Monday, August 22, 2005
Editorial Byline: Tim Ball Source:
Special to the Sun
Environment Canada has accomplished a feat astounding even by the standards of a government that wasted $5 billion on the non-existent Y2K computer "crisis." It has successfully tricked Canadians into accepting an economically crippling climate change strategy that is based on computer model predictions already proven incorrect. As a consequence, the department's climate change plan diverts billions of dollars away from serious environmental concerns such as air, land and water pollution towards a project that is fundamentally backwards. Instead of focusing on helping our most vulnerable citizens adapt to whatever climate change nature has in store for us, Environment Canada has succeeded in convincing Canadians that, by mandating carbon dioxide (CO2) restrictions, "the government will work with the planet to fight climate change," to quote Environment Minister Stephane Dion.
Anyone with even a minimal understanding of science has a right to be at least skeptical about such pronouncements. After all, rapid climate change is known to have occurred many times in the past, long before humanity arrived on the scene. The evidence that the 20th century's modest warming is unusual and due to our release of CO2 is questionable at best. How can anyone seriously believe Environment Canada's confident assertions that CO2 rises drive global warming when ice cores show temperature rises before CO2, and the Earth cooled steadily between 1940 and 1980 as our CO2 emissions increased at the fastest rate in history? Environment Canada's approach is backwards for an even more important reason.
The evidence indicates that gradual planetary cooling, not warming, is next in the natural cycles driven by the sun. And records reveal cooling to be a far greater threat. When dust from the 1992 Mount Pinatubo eruption reduced solar energy input to the Earth by two per cent, global average temperature fell 1 degreesC and many regions experienced the coldest summers on record. Winnipeg summers became like those of Churchill, Man., 1,000 km to the north. Harvests were delayed and yields were reduced across the country. Grains remained green into September across the Prairies. Heat units, a term used to measure the temperature dependent growth potential of specific crops, were low for corn in Southern Ontario. But this impact pales in comparison with what would have happened had we already been in a global cold period. In 1815-1816, towards the end of the Little Ice Age, the Tambora eruption resulted in a worldwide temperature drop of 1.5 degreesC, causing massive crop failures in what became known as "the year without a summer." Snow fell in Albany, N.Y., on June 6, 1816, while hard frosts occurred in every month of the summer throughout the New England states that year. History also shows that the Northern Hemisphere is far better off with warming than cooling. While cooling dramatically reduces plant and animal range, even Kyoto advocates acknowledge Canadian agriculture would benefit with longer frost-free seasons and more heat units.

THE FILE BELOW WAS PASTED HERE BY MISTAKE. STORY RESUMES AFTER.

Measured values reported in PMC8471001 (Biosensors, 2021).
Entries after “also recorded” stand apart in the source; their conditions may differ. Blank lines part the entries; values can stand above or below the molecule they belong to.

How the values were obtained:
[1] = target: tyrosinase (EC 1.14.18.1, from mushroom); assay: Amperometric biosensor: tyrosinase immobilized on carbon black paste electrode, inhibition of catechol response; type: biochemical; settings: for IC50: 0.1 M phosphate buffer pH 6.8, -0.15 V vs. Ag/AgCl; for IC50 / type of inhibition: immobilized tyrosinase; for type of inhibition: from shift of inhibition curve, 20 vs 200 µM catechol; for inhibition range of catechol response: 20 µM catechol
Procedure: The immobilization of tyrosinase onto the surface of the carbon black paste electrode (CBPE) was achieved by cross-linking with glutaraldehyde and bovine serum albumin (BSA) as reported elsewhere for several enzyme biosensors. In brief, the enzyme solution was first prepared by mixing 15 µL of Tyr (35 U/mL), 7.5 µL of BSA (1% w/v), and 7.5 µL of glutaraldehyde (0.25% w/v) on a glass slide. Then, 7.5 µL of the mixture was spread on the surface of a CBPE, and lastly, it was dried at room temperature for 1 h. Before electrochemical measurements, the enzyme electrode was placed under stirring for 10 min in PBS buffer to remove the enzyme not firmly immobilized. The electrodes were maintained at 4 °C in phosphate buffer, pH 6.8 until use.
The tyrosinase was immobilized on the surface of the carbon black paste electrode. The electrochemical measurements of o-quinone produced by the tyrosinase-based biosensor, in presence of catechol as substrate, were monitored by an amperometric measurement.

Extreme weather risks are also reduced in a warming world, a significant bonus for all. When Dr. Robert Watson, then chair of the Intergovernmental Panel on Climate Change, spoke to members of Parliament in the House of Commons in April 2002, he tried to frighten MPs by displaying a map that forecast world agricultural productivity if the global warming hypothesis was correct. But his scare tactics fell flat when his audience forced him to acknowledge that his own map indicated that Canada would see a net increase in productivity in a warmer world. So why did our elected representatives agree to CO2 restrictions if our country would see a net global warming benefit? Chalk it up to the remarkable PR success of the Environment Canada/enviro-lobby alliance, which convinced most media and the public that significant global warming is caused by our emissions of CO2 and that such warming will be catastrophic. The official Opposition, initially a supporter of science-based climate policy, succumbed to lobby group pressure and developed a platform based on opinion polls that indicated that most Canadians had been taken in by the hoax. Instead of helping educate the public about the realities of science, the Conservative platform effectively supports today's climate change mythology by adopting the dogma that increasing CO2 is a "huge environmental problem" and, while opposing the specifics of Kyoto, advocating the development of plans to "fight climate change." Logic suggests that, given the choice between preparing for cooling or warming, we should prepare for the greater danger, namely global cooling. But what is Canada doing to prepare for a colder world? Nothing.
Dr. Tim Ball is a Victoria-based environmental consultant and Chairman of NRSP. He was one of the first climatology PhD's in Canada and taught and researched in the field as a professor at the University of Winnipeg for many years.